BOSTON — Nursing a one-goal lead after an even first period, the potent Providence offense exploded for 19 shots and four goals in the second period and the Friars cruised to win, 7-0.
Asked about the second period, Connecticut coach Heather Linstad said, “It was a nightmare.”
Providence coach Bob Deraney had a different view of the frame. “That second period was just an awesome display by our team. That second period put the game away and allowed us to rest up for tomorrow.” Sunday the Friars play New Hampshire for the inaugural Hockey East tournament title.
The Providence offense was keyed by a defenseman, junior Kelli Halcisak. Halcisak assisted on the first four Providence goals, and finished the game with five points, matching her career high. She was the Friars’ lone representative among the 10 finalists for the Patty Kazmaier Memorial Award, presented each year to the most outstanding player in women’s college hockey.
“To be able to contribute in this kind of game, it means a lot more,” said Halcisak. “But a hockey game is a hockey game, and you go out there and try to do your best.”
PC’s second goal, at just 2:43 of the second, set the tone for the entire period. After an evenly-played first period, Hilary Greaves took a clearing pass from Halcisak at center ice, then went right around UConn defender Stephanie Snow, sending a puck between her legs. Greaves took a shot over the shoulder of Connecticut goalie Kaitlyn Shain for the goal.
“The coach said to shoot it high, so I shot it high,” explained Greaves.
Providence threatened to blow open the game, peppering Shain with shots but with little success. PC nearly made it 3-0 with Ashley Payton all alone in front of the net, but Shain made a nice sliding save to keep the Huskies close.
But the pressure continued, and eventually UConn folded. The third Providence goal opened the floodgates, as Danielle Culgin took a quick shot that bounced in and out of the net so fast it appeared to be yet another save for Shain, but the goal light went on and the referee signaled a goal.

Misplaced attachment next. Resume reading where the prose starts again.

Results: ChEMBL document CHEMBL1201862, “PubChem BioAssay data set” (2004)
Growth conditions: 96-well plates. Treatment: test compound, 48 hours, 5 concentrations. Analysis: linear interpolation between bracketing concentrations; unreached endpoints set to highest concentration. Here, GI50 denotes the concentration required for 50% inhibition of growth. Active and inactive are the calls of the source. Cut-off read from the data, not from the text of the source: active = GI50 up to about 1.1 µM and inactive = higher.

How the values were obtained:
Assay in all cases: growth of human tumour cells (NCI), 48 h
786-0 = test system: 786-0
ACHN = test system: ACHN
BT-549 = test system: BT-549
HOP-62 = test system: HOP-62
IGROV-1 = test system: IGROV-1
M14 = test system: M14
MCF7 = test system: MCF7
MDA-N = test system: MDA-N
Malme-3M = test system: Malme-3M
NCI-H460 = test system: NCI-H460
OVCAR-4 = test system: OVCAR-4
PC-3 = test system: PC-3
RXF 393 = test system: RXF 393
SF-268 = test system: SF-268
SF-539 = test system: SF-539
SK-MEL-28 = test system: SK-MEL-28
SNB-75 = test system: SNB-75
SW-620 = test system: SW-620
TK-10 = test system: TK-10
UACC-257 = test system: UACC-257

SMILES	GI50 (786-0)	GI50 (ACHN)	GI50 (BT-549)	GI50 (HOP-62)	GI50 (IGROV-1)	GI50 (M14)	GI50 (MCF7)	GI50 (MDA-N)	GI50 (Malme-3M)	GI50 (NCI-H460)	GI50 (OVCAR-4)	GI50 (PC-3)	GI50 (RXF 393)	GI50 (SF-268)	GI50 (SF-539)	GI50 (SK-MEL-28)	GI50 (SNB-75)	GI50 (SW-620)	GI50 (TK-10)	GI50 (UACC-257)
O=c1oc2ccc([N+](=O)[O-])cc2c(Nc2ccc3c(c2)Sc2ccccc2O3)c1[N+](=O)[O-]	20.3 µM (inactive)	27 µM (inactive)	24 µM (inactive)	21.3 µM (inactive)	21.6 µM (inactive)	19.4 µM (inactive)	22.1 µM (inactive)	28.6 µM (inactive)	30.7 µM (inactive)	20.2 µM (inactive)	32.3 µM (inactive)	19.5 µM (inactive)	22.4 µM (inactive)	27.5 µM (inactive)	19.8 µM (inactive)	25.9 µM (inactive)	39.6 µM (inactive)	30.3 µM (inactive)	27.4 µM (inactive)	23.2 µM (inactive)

The Friars added on another two goals in quick succession, at 15:41 when Sarah Youlen sent a Halcisak pass sliding into the net from the blue line, and again in the final moments of the period at 19:23 when Jenn Butsch one-timed the puck past Shain.
“We played very poorly. We weren’t mentally ready,” said Linstad. “We made a lot of mistakes, and Providence capitalized on them.”
Deraney concurred. “It’s hard to defend when you’ve got scoring coming from everyone.”
The game looked like it might be a blowout in the first, when Providence took advantage of some early pressure to score a goal-scorer’s goal just 1:29 into the game. Halcisak stick-handled the puck into the UConn zone and back behind the goal, then dished it to Rush Zimmerman who one-timed it into the net.
“I was coming around the side, and I just kind of threw it,” explained Halcisak, “backhanded it out to [Zimmerman] around the net, and she put it in.”
“She says she just threw it to the front, she didn’t throw it to the front,” clarified Deraney. “Rush is calling for it, she puts it on the tape and in.”
But Connecticut held steady, and there was no further scoring in the period, with attempts being even at 13 apiece.
“We had our opportunities to score, and we didn’t score. That weighs on your mind after awhile,” said Linstad. “We could have gone in [the second period] 1-1. We didn’t do anything to help our momentum change.”
In the anti-climactic third period, the Friars added two goals, the first on Darlene Stephenson’s rebound goal of a Halcisak shot, and the second on a power-play tally by Greaves, her second of the night.
“When you’re killing a penalty and your D jumps up and gives a breakaway to one of the best players in the league, you’re going to get beat,” said Linstad.
Providence moves on to face New Hampshire in tomorrow’s championship game, marking the fourth time this season the two teams have met, with the tournament championship and possibly a berth to the national tournament on the line.
“We’re really looking forward to playing them,” said Halcisak. “We’ve played three games against them; we’ve won two and they’ve won one. The fourth game is the most important of the season, since it is for the first ever Hockey East championship.
“We want to prove ourselves. They’re not the team that should be going [to the tournament]. Provided if we do end up winning, that’s all we can do. It’s out of our hands.”